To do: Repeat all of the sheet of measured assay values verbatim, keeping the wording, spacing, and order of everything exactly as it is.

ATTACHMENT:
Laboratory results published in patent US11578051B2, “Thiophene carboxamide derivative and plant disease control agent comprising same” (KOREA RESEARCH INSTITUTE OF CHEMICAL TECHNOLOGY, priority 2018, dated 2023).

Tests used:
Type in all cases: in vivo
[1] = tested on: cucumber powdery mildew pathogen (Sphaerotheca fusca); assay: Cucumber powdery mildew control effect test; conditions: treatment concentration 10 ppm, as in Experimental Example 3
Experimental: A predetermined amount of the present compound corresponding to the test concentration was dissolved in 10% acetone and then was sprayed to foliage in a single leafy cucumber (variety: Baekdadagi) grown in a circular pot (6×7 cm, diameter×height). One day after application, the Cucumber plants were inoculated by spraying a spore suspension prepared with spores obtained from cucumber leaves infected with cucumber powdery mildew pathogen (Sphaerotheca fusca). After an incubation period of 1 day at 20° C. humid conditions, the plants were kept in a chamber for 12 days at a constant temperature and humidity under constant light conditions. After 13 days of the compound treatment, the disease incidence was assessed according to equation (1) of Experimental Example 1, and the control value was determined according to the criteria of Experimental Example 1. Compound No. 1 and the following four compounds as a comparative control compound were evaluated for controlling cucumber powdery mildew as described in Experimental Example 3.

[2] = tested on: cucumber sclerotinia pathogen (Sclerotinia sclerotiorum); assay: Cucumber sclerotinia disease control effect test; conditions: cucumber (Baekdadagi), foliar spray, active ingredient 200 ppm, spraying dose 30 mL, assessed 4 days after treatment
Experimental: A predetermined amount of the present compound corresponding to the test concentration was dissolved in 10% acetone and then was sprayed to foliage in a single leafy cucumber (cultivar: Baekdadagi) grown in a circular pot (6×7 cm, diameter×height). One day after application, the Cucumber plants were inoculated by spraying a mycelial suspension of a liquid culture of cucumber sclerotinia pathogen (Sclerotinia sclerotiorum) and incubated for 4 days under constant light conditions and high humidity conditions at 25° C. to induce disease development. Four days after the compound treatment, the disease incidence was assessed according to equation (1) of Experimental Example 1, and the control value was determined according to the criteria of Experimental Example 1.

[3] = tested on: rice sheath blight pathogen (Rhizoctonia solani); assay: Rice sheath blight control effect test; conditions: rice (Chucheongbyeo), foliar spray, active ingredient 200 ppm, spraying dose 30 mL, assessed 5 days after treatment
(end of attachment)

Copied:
Laboratory results published in patent US11578051B2, “Thiophene carboxamide derivative and plant disease control agent comprising same” (KOREA RESEARCH INSTITUTE OF CHEMICAL TECHNOLOGY, priority 2018, dated 2023).

Tests used:
Type in all cases: in vivo
[1] = tested on: cucumber powdery mildew pathogen (Sphaerotheca fusca); assay: Cucumber powdery mildew control effect test; conditions: treatment concentration 10 ppm, as in Experimental Example 3
Experimental: A predetermined amount of the present compound corresponding to the test concentration was dissolved in 10% acetone and then was sprayed to foliage in a single leafy cucumber (variety: Baekdadagi) grown in a circular pot (6×7 cm, diameter×height). One day after application, the Cucumber plants were inoculated by spraying a spore suspension prepared with spores obtained from cucumber leaves infected with cucumber powdery mildew pathogen (Sphaerotheca fusca). After an incubation period of 1 day at 20° C. humid conditions, the plants were kept in a chamber for 12 days at a constant temperature and humidity under constant light conditions. After 13 days of the compound treatment, the disease incidence was assessed according to equation (1) of Experimental Example 1, and the control value was determined according to the criteria of Experimental Example 1. Compound No. 1 and the following four compounds as a comparative control compound were evaluated for controlling cucumber powdery mildew as described in Experimental Example 3.

[2] = tested on: cucumber sclerotinia pathogen (Sclerotinia sclerotiorum); assay: Cucumber sclerotinia disease control effect test; conditions: cucumber (Baekdadagi), foliar spray, active ingredient 200 ppm, spraying dose 30 mL, assessed 4 days after treatment
Experimental: A predetermined amount of the present compound corresponding to the test concentration was dissolved in 10% acetone and then was sprayed to foliage in a single leafy cucumber (cultivar: Baekdadagi) grown in a circular pot (6×7 cm, diameter×height). One day after application, the Cucumber plants were inoculated by spraying a mycelial suspension of a liquid culture of cucumber sclerotinia pathogen (Sclerotinia sclerotiorum) and incubated for 4 days under constant light conditions and high humidity conditions at 25° C. to induce disease development. Four days after the compound treatment, the disease incidence was assessed according to equation (1) of Experimental Example 1, and the control value was determined according to the criteria of Experimental Example 1.

[3] = tested on: rice sheath blight pathogen (Rhizoctonia solani); assay: Rice sheath blight control effect test; conditions: rice (Chucheongbyeo), foliar spray, active ingredient 200 ppm, spraying dose 30 mL, assessed 5 days after treatment